By Jennifer Von Ohlen
When immersing oneself into another culture, one can sometimes identify similarities between what is new and what is known. For others, however, the experience is altogether totally different.
For Marcos De la Fuente Ruiz, 16, Dassel-Cokato High School’s foreign exchange student from Spain, his emergence into the American life-style falls into the latter category.
Marcos arrived in the US at the end of August, wanting to learn the language and experience the American lifestyle and school system.
“Here, it’s really different between American high school and Europe high school,” Marcos stated. “[In Spain] we don’t have laptops, and we always stay in the same classroom and the teachers are [the ones] moving [from room to room].”
He also said that back home he does not have the same classes everyday, and that the American lunches always include some type of meat dish, while he is more used to vegetable-based meals.
However, Marcos is not the only one learning a new culture.
His host parents, Brian and Rachel Kimber of Dassel, said Marcos has been sharing Spain with them, cooking tortilla de patata (which Marcos said did not taste as good as his mother’s), teaching them Spanish slang, and other aspects of his culture.
Marcos is the Kimber’s third foreign exchange student they have hosted, although they did not plan for it.
Being the exchange program coordinator, Rachel is responsible for placing students at the high school. She and Brian were supposed to simply serve as a welcome family, but Marcos’ stay ended up lasting longer than expected.
“I was supposed to find him a home,” she stated. “But. . .”
“He’s kinda grown on us,” continued Brian.
“He got a little too comfortable here. So, he’s staying,” Rachel finished.
The Kimber’s past foreign exchange students were girls from Germany and Brazil, and each of the students had different experiences receiving credit for their time at DC.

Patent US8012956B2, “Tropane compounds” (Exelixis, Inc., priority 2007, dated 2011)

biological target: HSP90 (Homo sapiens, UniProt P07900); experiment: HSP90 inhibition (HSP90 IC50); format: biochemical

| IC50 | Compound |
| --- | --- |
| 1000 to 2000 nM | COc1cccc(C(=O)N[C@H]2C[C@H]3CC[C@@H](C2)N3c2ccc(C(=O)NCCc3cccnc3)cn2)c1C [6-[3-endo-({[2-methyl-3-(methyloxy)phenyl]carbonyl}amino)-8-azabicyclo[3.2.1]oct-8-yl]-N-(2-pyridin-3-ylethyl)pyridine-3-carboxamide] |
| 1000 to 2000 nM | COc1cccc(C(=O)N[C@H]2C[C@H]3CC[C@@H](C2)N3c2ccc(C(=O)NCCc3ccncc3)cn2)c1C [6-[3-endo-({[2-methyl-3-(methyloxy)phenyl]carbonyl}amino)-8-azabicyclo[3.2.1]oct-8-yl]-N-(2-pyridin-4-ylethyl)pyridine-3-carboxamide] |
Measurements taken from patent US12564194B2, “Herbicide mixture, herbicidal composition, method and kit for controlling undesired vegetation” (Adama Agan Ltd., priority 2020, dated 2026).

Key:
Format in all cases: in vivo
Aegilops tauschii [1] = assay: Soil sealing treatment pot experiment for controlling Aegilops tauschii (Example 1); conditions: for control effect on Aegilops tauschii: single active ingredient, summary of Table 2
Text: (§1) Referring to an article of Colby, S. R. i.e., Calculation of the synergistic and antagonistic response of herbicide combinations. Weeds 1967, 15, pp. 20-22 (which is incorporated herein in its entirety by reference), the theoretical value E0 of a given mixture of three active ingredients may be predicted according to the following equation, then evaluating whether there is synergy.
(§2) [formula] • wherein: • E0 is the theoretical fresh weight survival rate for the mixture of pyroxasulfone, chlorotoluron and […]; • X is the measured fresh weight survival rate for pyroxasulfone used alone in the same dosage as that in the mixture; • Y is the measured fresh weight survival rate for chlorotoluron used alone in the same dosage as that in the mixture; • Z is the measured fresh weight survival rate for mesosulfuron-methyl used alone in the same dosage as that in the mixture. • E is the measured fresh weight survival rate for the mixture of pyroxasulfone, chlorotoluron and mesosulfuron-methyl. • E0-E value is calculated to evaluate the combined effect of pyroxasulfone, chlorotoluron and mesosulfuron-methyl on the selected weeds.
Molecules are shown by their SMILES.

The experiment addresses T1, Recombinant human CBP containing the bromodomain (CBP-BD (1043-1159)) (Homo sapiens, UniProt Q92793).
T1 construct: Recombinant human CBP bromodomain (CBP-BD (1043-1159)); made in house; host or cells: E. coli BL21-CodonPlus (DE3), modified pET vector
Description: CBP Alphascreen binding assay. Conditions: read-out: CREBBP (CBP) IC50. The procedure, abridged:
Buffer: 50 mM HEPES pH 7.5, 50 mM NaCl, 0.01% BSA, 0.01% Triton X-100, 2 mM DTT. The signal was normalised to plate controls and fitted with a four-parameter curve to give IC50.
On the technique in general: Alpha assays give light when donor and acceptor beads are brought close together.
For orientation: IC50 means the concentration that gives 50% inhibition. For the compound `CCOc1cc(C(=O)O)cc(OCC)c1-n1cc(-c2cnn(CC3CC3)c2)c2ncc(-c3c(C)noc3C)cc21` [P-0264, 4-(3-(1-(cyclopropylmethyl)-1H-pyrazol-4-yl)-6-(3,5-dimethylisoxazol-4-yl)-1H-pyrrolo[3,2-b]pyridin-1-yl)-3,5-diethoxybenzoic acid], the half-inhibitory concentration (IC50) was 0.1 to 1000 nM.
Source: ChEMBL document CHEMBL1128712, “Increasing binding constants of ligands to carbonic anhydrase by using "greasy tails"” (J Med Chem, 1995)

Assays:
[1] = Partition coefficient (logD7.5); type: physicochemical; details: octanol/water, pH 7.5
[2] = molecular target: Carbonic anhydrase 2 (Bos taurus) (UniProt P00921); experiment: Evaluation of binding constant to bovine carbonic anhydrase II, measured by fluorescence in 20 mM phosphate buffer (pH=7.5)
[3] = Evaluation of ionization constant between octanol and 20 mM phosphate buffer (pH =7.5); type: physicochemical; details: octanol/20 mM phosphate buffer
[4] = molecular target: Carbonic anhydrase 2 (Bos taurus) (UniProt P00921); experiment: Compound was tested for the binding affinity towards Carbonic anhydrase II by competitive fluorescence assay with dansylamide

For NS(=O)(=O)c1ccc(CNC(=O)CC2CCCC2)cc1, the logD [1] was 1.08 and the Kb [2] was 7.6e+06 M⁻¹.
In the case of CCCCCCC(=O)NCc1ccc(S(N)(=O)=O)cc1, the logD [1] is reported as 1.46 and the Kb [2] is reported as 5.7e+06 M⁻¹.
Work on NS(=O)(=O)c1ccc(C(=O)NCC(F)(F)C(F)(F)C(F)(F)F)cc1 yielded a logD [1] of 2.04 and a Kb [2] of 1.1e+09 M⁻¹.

The Brazilian student got credit for some of the DC courses, while the German had to redo everything. For Marcos, his entire year counts.
Because of this, Marcos was not allowed to freely select his DC courses as most foreign exchange students are allowed to do. As a result, several class schedule changes had to be made at the start of the school year, involving conversations with Marcos’ mother, his school counselor back in Spain, and DC guidance counselor Ryan Tool.
With that situation resolved, Marcos now only has to focus on maintaining good grades described by the exchange program as an average C or higher.
If any of the students fall below that standard, they could be put on probation.
And if grades do not improve, they could be sent home.
Inspite of the academic pressures, Marcos has managed his time to include hanging out with his American friends, visiting Chicago over MEA break, and shopping.
“He likes to shop,” Rachel said, later stating that Marcos hopes to visit the Mall of America before he returns home.
Back in Spain, Marcos said boys enjoy shopping, while in America it seems to be less common.
During the three months he has been here, Marcos has purchased about five pairs of shoes, several sports jerseys, some DC Charger apparel, and has even started looking at prom clothing.
“I don’t know why all the boys dress [the same at prom],” Marcos commented, explaining he wants to dress differently.
He also wants to do baseball in the spring, being a Minnesota Twins fan and having watched about two months of televised baseball before the season ended.
“I’ve never tried it, but I will,” Marcos stated.
Marcos has also never been a member of a team before, something he is now experiencing on the DC boys basketball team.
“I used to play just for fun with friends in Spain,” he said. “It’s pretty cool. It’s hard, but pretty cool.”
Other experiences the Kimbers are planning with Marcos include attending a Twins game, a Timberwolves game, viewing the Bentleyville “Tour of Lights” in Duluth, visiting Gooseberry Falls, taking him out on a frozen lake, going snowboarding (an activity he loves), and traveling throughout other parts of Minnesota.
As he continues his trip abroad, Marcos remembers to keep his connections with home by Skyping or FaceTiming every Friday.
Brian and Rachel also keep in touch with their previous exchange students, Skyping with them about every three weeks and planning visits to see each other.
The German has been back four times since her first stay, and the Brazilian is hoping to return after she completes college.
“We keep close contact with both of them,” stated Brian. “And we will with him.”
For information on how to become a host parent, visit www.erdtshare.org.